from him last night, a few miles on the other side of the tambo. 
Even the loss of one animal would have caused us great incon- 
venience, — probably would have upset everything ; and, as there 
were evidently cattle-stealers about, we abandoned the measure- 
ment, and moved upwards out of their reach, and beyond the 
attentions of the robber of Chuquipoquio. At 1.30 p.m. broke up 
camp, and proceeded by the valley between Chimborazo and 
Carihuairazo, called Yacu-larca, passing a number of half-wild 
cattle, with lashing tails and twitching heads, who could have 
made a very pretty mess of us if they had charged ; and about 
3.30 crossed the stream. 

In the bed of this river (the Rio Blanco) there were quick- 
sands, of which I became aware by being nearly shot over the 
head of my animal ; ^ and the slopes on the farther side were found 
to be very swampy. Large thickets high up on the flanks of 
our mountain, with trees of considerable age, lead one to suppose 
that it was long since it was an active Volcano. We steered for 
a rather prominent clump, in a vallon running north and south, 
and camped at 13,377 feet on its western or right bank, nearly 
due south of the two principal summits of Carihuairazo. Violent 
wind at night from E. to N.E. Min. temp. 33° Faht. 

^ As the Rio Blanco was a trifling stream, we began to cross it in three or four 
places at once. Several of the animals passed over without trouble. My own 
refused to advance, until whipped, and in the very next step it plunged into a 
quicksand. All hands coming quickly, it was speedily extricated. 

2s 



314 TRAVELS AMONGST THE GREAT ANDES, chap. xvii. 

June 28. In Camp. Kept indoors. Had not got the bearing 
of the summit, and would not start. Clouds nearly down to our 
level all day, and from 12 to 8 p.m. rain, sleet or hail fell unceas-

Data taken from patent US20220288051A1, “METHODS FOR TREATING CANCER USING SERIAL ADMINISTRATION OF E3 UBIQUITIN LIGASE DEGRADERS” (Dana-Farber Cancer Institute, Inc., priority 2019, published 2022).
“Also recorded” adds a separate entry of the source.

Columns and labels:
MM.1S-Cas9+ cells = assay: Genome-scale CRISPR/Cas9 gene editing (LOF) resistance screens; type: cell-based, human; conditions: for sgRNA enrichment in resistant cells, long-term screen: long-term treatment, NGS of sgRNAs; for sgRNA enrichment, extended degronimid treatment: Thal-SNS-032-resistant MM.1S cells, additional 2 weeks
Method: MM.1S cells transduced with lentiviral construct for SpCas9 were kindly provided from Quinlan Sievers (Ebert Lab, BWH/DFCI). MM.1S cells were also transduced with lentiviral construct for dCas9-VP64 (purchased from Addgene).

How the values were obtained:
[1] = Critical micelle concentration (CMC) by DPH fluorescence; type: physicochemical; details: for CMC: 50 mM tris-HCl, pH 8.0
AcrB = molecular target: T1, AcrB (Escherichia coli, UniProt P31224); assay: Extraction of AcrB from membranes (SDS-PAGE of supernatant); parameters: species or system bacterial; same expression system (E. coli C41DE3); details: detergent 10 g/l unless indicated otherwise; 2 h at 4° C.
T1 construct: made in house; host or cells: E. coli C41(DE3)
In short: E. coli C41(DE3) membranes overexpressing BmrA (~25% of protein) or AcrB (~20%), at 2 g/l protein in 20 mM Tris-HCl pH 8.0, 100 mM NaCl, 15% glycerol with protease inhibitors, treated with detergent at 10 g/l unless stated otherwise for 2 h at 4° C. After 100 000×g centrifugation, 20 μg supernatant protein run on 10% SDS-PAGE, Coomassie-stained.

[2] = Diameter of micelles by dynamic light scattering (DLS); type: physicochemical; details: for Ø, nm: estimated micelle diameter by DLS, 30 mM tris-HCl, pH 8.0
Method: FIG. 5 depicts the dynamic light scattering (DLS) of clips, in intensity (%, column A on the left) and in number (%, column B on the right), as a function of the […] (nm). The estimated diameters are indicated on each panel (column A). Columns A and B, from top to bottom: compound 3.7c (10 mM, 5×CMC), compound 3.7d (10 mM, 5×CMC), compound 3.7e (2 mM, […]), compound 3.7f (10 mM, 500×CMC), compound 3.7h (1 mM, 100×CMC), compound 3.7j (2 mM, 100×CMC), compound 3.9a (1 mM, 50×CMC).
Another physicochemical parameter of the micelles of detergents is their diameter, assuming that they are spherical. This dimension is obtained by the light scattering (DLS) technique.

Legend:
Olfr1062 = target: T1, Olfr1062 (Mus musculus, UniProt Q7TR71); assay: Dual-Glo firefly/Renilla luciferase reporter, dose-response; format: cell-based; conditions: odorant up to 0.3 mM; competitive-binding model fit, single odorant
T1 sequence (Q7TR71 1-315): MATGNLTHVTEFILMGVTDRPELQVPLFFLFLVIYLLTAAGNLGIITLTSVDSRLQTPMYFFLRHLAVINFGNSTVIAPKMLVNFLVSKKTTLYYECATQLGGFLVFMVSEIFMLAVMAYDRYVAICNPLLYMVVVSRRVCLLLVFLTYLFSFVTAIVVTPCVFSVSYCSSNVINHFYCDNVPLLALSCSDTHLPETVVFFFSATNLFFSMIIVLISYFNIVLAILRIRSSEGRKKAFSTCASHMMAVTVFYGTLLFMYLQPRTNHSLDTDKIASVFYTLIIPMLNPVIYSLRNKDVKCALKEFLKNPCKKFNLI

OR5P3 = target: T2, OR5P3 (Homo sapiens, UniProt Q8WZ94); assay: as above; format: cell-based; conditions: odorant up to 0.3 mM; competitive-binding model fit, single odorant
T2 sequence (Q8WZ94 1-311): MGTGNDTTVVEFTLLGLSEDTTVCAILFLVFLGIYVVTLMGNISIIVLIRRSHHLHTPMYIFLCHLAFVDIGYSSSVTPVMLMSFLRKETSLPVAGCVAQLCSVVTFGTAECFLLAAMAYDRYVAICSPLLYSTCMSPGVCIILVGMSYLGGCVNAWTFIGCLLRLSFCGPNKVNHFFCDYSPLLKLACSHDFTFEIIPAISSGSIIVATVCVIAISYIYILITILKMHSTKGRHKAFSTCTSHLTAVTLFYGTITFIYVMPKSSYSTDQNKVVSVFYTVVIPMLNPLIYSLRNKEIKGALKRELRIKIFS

ingly. After that saw stars for a short time and got bearings. 
Prepared for an early start to-morrow. Cut bundles of branches 
and twigs to mark line of ascent. Rain and snow recommenced 
at 9 p.m., and continued to fall nearly all night. 

June 29. Ascent of the middle peak of Carihuairazo. Left 
camp at 5.50 a.m. by lantern-light, with the Carrels, David, and 
Campana, — the two latter being taken to test their snow-going 
abilities by a little preliminary exercise. Fitted them out in some 
of our old boots and socks, with gaiters extemporized out of coarse 
waterproof. Was also accompanied by a four-footed volunteer. 

At the village of Penipe there were many dogs, and one of 
them followed our caravan, and could not be driven away. Pos- 
sibly somebody had given it a bone, or shewn it a little kindness ; 
and as the mongrel was grateful it became a pet, and then of 
course had to be named, and finding it answered to Pedro it was 
known thenceforward as Pedro de Penipe. AVhen we left camp 
our dog insisted upon accompanying us, and it went to the top of 
the mountain. 

From the reconnaissance on the 15th of January (see note to 
page 87) it was known that Carihuairazo had two principal peaks 
(lying not far to the north of the camp), and another minor one 
away to the west. The easternmost was the highest of the three, 
and we had marked a prominent ridge leading up to it, and 
observed that this ridge was on the west of our vallon. The 
ascent could not have been made without this previous knowledge. 
The summit was not seen until we were actually upon it, and 
during the day it was seldom possible to see more than one